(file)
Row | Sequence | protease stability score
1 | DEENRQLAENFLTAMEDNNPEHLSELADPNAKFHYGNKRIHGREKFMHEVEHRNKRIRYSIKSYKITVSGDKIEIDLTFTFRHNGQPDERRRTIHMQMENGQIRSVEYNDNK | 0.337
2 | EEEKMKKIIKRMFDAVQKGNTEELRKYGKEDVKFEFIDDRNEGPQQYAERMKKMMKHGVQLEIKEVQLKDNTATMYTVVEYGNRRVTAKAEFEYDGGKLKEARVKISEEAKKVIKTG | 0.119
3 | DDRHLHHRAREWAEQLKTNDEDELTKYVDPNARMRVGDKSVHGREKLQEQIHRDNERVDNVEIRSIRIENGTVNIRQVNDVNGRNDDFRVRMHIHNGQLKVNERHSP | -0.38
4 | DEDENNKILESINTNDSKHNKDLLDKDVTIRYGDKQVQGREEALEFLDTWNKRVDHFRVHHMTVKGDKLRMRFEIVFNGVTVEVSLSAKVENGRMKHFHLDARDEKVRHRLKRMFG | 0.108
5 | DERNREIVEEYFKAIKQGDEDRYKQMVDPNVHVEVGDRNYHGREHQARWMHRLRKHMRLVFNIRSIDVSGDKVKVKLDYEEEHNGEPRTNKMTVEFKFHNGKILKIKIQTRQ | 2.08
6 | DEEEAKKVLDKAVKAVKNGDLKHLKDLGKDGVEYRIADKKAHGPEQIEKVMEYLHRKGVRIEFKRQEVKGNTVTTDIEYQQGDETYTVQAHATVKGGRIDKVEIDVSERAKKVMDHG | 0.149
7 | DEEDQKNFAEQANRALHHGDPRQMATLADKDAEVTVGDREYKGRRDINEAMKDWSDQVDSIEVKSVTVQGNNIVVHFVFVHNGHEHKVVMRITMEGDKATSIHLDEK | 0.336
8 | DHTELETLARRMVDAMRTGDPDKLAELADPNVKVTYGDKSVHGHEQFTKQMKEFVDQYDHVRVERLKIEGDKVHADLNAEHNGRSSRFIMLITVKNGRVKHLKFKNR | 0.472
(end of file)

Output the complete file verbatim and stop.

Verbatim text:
Row | Sequence | protease stability score
1 | DEENRQLAENFLTAMEDNNPEHLSELADPNAKFHYGNKRIHGREKFMHEVEHRNKRIRYSIKSYKITVSGDKIEIDLTFTFRHNGQPDERRRTIHMQMENGQIRSVEYNDNK | 0.337
2 | EEEKMKKIIKRMFDAVQKGNTEELRKYGKEDVKFEFIDDRNEGPQQYAERMKKMMKHGVQLEIKEVQLKDNTATMYTVVEYGNRRVTAKAEFEYDGGKLKEARVKISEEAKKVIKTG | 0.119
3 | DDRHLHHRAREWAEQLKTNDEDELTKYVDPNARMRVGDKSVHGREKLQEQIHRDNERVDNVEIRSIRIENGTVNIRQVNDVNGRNDDFRVRMHIHNGQLKVNERHSP | -0.38
4 | DEDENNKILESINTNDSKHNKDLLDKDVTIRYGDKQVQGREEALEFLDTWNKRVDHFRVHHMTVKGDKLRMRFEIVFNGVTVEVSLSAKVENGRMKHFHLDARDEKVRHRLKRMFG | 0.108
5 | DERNREIVEEYFKAIKQGDEDRYKQMVDPNVHVEVGDRNYHGREHQARWMHRLRKHMRLVFNIRSIDVSGDKVKVKLDYEEEHNGEPRTNKMTVEFKFHNGKILKIKIQTRQ | 2.08
6 | DEEEAKKVLDKAVKAVKNGDLKHLKDLGKDGVEYRIADKKAHGPEQIEKVMEYLHRKGVRIEFKRQEVKGNTVTTDIEYQQGDETYTVQAHATVKGGRIDKVEIDVSERAKKVMDHG | 0.149
7 | DEEDQKNFAEQANRALHHGDPRQMATLADKDAEVTVGDREYKGRRDINEAMKDWSDQVDSIEVKSVTVQGNNIVVHFVFVHNGHEHKVVMRITMEGDKATSIHLDEK | 0.336
8 | DHTELETLARRMVDAMRTGDPDKLAELADPNVKVTYGDKSVHGHEQFTKQMKEFVDQYDHVRVERLKIEGDKVHADLNAEHNGRSSRFIMLITVKNGRVKHLKFKNR | 0.472